A BETTER TOMORROW 2018 (2018) review

105902.71331155_1000X1000

There’s probably no Hong Kong film more seminal and iconic than John Woo’s A Better Tomorrow. Mixing his own richly melodramatic sensibility with his mentor Chang Cheh’s themes of heroic brotherhood, Sam Peckinpah’s throbbing, elegiac brutality and Jean-Pierre Melville’s urban Bushido, Woo brought to life the Heroic Bloodshed genre and its visual grammar of slow-motion, bullet-riddled valor and gut-wrenching montages. He also revitalized Shaw Brothers stalwart Ti Lung’s career, made Leslie Cheung a star, and turned Chow Yun Fat from an affable TV lead to a true film icon. A Better Tomorrow was then milked for an entertaining sequel, a solid prequel, a mediocre Wong Jing re-run (1994’s Return to a Better Tomorrow) and a more recent, passable Korean remake. Announced concurrently to a rival remake to be directed by Stephen Fung (of which nothing has been heard since), Ding Sheng’s A Better Tomorrow 2018 isn’t the first time he tries his hand at an iconic Hong Kong property, and the flawed but interesting Police Story 2013 has shown that the writer/director isn’t one to slavishly regurgitate a franchise’s formula.

(more…)

Advertisements

RAILROAD TIGERS (2016) review

145822-69274382_1000x1000

After the superb tragicomic elegy Little Big Soldier and the flawed but interesting single-setting thriller Police Story 2013, Ding Sheng has proven to be one of Jackie Chan’s most interesting collaborators, respectful of the myth but not a yes-man, and able to bring ambitious ideas to star vehicles. Now the two have reunited for a wartime adventure set in the winter of 1941, as Japan takes control of Southeast Asia, using the railways for military transportation and supply. Ma Yuan (Jackie Chan) is a railroad worker who doubles as a Robin Hood figure, using his knowledge of the railroad network to ambush, sabotage and steal supplies from the Japanese convoys to feed the Chinese people, assisted by a team of freedom fighters called the “Railroad Tigers” (including Huang Zitao and Jaycee Chan). One day they offer shelter to a wounded Chinese soldier (Darren Wang), who tells them of a bridge that has to be blown up to cut the Japanese army’s supply route and cripple its war effort. The Railroad Tigers, helped by a former sharp-shoother (Wang Kai) thus set out on their biggest and most dangerous mission yet, while Japanese officers Yamaguchi (Hiroyuki Ikeuchi) and Yuko (Zhang Lanxin) try to stop them.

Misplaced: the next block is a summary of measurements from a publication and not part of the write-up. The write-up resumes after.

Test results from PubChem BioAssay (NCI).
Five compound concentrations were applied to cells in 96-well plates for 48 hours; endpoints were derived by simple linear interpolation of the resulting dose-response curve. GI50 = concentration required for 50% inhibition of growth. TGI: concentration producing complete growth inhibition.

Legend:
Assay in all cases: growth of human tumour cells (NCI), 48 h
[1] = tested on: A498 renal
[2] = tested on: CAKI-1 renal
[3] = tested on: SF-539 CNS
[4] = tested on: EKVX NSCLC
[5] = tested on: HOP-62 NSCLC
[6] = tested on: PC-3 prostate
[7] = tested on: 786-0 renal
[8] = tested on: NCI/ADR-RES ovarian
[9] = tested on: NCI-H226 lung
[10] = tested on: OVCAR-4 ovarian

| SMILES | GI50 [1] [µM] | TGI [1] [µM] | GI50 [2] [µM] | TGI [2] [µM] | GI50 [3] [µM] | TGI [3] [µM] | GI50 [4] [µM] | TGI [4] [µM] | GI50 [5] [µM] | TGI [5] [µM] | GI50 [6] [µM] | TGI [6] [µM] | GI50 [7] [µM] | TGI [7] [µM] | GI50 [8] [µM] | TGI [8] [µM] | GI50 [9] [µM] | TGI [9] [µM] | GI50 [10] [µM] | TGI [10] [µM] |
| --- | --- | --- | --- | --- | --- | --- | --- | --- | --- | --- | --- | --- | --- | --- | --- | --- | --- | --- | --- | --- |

(more…)

SAVING MR. WU (2015) review

090236.31691090_1000X1000

In 2004, popular TV actor Wu Ruofu was kidnapped and held for ransom for 21 hours, before being rescued by the police, psychologically traumatized but physically unscathed. Now more than a decade later here he is, co-starring in the story of his ordeal, in the role of one of the cops whose tireless investigation led to his rescue, and with superstar Andy Lau playing him. Wu was offered his own role, but refused to relive the events so directly ; shooting – and watching – the film must have been quite the cathartic experience for him, though he has remained tight-lipped about the whole thing. And so in a tight time-frame of 21 hours, Ding Sheng’s Saving Mr. Wu recounts the kidnapping of movie star Wu (Andy Lau) and everyman Dou (Lu Cai) by cunning and ruthless criminal Zhang (Wang Qianyuan), and the subsequent race against time as the police (headed by Liu Ye and the laterally titular Wu Ruofu) catches the latter and tries to have him give out the whereabouts of his victims before it’s too late: they know the abductees are to be killed whether or not the ransom is paid.

(more…)

HE-MAN (aka THE UNDERDOG KNIGHT 2) (2011) review

180138.38216306

He-Man was a surprising project from director Ding Sheng : a direct sequel to his 2007 action-comedy The Underdog Knight, which was an interesting but flawed little film that barely registered at the box-office. To follow up on this film more than four years later, and with a far less prestigious cast (Liu Ye returns, but Anthony Wong, Sun Honglei, Yu Rongguang and Yong You don’t, and there’s no one on their level here), was an unexpected move. But the thing is, sequels at best can be a way to fine tune a formula while returning to a compelling character or set of characters, and that is exactly what He-Man does. The Underdog Knight had the awkwardness of a directing debut, but He-Man shows the sure hand of a director who’s found his style and cut his teeth, namely with the funny and soulful Little Big Soldier.

(more…)